Cellblog Number Nine

Exactly one year ago today, I published my first Blog entry a few months earlier. In my Inblaugural Address, I promised to provide readers with a weekly analysis of all things art-related. And while the ‘art’ part of the Blog has proven to be a fascinating read, it is the ‘weekly’ part that has frustrated so many, including myself.

In my defense, I had no idea that a once-a-week deadline would roll around so consistently. And why should a Blogger, so devoted to the facts, have to burden him or herself with trivialities like timetables, and deadlines, or responsibilities around the house?

No…to patiently research and prepare erudite comment on an artist or an art form requires the luxury of time. As well as patience and preparation. So lay off.

No clearer is this the case than with this week’s Blog, which has taken over two months to finish. You see, I have wanted to score an exclusive interview with American painter Telly Mastiff, ever since I first created him as a character. But I knew it would take time. Mastiff’s work is in great demand these days; and with his incarceration at Atwater Penitentiary, access to the artist was obviously limited. I knew what I’d have to go through to face Mastiff one-on-one, but I would stop at NOTHING to get his story.

The guards escorted me to a darkened cell off of the prison courtyard. This was Mastiff’s home and makeshift ‘studio’ for the past five years. The cell looked no different than any other I’d seen, save for the glorious canvases adorning the walls. As I sat waiting for Telly to be ushered back in, I looked through my notes, the guards watching my every move…

Prisoner art has gained in popularity over the past decade or so, with both the casual observer and the avid collector taking notice of the work. Where it sometimes suffers in aesthetic and technique, a good piece of prisoner art can offer insight into both the psyche of a criminal offender and the repressive condition of correctional facilities in America.

Telly Mastiff had actually never picked up a paintbrush before he was picked up for counterfeiting. But Atwater Penitentiary happens to offer a course in rehabilitative arts, and prisoners are openly encouraged to learn an artistic discipline and a healthy new means of expression. Mastiff showed an innate ability at the easel, and though he never believed his stuff was all that special, it served him well. As he immersed himself in his painting, the days and months of his sentence flew by. And while a white-collar convict as diminutive in stature as Mastiff might have faced a rough ride in the pen’, his way with the brush gave him instant credibility among the inmates…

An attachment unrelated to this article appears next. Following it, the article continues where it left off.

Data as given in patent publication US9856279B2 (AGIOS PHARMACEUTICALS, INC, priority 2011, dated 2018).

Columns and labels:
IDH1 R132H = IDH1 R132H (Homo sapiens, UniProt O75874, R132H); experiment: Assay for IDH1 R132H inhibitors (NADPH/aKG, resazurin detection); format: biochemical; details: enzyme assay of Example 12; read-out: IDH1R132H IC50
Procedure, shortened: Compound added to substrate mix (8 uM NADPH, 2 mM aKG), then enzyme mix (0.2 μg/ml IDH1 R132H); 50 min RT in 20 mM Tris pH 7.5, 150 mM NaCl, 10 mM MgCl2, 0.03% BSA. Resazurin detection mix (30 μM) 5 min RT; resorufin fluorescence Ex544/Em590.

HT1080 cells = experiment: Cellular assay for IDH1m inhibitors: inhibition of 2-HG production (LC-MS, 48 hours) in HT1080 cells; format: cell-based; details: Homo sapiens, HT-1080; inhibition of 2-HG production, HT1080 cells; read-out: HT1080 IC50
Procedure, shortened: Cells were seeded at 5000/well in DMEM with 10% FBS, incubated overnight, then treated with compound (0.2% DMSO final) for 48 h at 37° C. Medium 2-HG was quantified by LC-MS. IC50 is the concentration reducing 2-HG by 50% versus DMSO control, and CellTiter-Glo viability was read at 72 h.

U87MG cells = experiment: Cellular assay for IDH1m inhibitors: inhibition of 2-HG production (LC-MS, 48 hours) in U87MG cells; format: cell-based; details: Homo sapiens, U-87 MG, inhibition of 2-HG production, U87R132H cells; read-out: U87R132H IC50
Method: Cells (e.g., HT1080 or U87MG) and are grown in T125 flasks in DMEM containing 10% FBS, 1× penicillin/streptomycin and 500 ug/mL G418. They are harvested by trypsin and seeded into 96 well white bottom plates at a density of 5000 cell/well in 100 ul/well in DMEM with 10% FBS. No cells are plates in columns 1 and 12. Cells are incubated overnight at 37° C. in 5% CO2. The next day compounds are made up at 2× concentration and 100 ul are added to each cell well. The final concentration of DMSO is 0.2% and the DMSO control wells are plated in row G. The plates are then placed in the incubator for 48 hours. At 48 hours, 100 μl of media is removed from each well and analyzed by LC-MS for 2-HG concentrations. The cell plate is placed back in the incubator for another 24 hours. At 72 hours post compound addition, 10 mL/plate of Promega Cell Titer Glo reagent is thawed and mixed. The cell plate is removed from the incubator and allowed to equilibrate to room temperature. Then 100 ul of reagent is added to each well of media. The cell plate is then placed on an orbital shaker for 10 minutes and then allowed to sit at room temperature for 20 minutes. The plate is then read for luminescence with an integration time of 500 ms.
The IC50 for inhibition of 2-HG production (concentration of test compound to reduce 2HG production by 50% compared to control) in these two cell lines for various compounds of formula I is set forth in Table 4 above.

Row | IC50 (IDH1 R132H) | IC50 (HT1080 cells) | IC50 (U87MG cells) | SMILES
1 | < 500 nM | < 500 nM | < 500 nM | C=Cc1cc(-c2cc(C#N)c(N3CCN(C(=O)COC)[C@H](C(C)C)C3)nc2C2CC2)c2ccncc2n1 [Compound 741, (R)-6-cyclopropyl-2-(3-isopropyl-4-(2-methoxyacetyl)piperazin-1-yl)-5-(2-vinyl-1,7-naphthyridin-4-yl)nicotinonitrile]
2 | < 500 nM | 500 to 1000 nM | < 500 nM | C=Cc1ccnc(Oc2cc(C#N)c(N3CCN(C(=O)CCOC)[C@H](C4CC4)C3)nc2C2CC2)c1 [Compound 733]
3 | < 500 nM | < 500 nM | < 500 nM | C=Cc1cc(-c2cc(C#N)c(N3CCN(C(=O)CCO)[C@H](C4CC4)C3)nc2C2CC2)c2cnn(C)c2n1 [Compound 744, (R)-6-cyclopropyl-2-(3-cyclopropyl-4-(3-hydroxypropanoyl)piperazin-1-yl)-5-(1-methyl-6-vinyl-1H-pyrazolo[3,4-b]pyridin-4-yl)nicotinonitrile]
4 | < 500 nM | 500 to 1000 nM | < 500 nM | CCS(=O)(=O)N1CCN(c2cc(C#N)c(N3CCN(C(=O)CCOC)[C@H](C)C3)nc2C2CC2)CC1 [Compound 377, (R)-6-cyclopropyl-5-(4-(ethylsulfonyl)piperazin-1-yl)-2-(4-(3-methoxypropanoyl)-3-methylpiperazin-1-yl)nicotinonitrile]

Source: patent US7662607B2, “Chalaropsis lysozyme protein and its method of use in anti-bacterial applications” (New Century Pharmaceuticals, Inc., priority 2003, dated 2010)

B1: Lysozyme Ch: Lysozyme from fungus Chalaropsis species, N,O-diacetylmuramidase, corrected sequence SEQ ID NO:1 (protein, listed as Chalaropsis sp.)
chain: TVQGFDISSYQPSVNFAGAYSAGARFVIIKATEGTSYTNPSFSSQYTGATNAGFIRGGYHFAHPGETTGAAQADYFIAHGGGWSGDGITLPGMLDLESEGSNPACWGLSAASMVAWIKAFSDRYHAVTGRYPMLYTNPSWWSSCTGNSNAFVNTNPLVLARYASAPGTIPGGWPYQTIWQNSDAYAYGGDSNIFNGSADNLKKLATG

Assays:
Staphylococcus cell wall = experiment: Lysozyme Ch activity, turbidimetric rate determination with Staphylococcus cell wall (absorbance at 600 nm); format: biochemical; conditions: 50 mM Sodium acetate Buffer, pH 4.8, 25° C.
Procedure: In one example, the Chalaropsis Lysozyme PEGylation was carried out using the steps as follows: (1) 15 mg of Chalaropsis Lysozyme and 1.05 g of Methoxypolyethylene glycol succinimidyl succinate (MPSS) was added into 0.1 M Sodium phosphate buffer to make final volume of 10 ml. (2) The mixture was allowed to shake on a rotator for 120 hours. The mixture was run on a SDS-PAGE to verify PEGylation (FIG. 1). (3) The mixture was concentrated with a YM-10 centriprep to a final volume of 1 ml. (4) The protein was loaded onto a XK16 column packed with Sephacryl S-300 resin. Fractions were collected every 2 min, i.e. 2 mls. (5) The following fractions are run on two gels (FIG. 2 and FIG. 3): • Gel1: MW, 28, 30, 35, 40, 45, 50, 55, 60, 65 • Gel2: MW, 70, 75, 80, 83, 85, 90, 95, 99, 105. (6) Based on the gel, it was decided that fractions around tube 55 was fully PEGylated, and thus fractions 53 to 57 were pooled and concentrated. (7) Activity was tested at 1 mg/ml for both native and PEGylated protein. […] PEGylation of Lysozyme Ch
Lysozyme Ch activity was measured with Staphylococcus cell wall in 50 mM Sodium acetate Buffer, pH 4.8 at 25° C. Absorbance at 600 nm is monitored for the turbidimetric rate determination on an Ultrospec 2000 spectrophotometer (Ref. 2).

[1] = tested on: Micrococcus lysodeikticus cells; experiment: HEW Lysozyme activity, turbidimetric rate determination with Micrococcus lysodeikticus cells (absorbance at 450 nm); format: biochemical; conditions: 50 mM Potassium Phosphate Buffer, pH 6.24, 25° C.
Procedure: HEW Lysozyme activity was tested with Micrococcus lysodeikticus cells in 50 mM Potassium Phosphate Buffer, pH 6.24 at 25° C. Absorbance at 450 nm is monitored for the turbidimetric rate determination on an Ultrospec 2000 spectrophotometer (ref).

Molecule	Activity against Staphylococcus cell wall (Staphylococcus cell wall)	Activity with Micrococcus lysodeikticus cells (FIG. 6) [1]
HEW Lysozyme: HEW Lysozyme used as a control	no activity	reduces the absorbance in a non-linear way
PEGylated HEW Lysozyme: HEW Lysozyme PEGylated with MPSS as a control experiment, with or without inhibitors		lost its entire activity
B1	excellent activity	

Prisoner art is often simplistic in its imagery; unresolved lines that depict feelings of loneliness and despair. Critics decry the work as derivative, and likely no more or less developed than the work of any sample of the outside population. Some even suggest that the artists in the prison system are, in fact, more interesting than the art itself.

Telly Mastiff’s work is the exception, I believe, with a character and reach that belies his station in life. He may not have been a painter before he was a prisoner, but his pieces are objectively good. And now that they are fetching top prices on the outside, Mastiff’s success is proving to be a clarion call for some of Atwater Penitentiary’s less notable artists-in-hiding. Rocky Strauss’ six-month stay in solitary could have unnerved him, but instead, it inspired him to create a wonderful series of oddly similar still life paintings. Herman Dangle, convicted of tax fraud back in ’04, just finished a fabulous set of figure drawings, whereupon the closer you looked at them, the more the figures seemed to change. Even wily Reggie Garson, who is doing time for forgery, got his art career started by signing his name on all of Herman Dangle’s pieces. The prison had come alive, with a swell of artistic energy…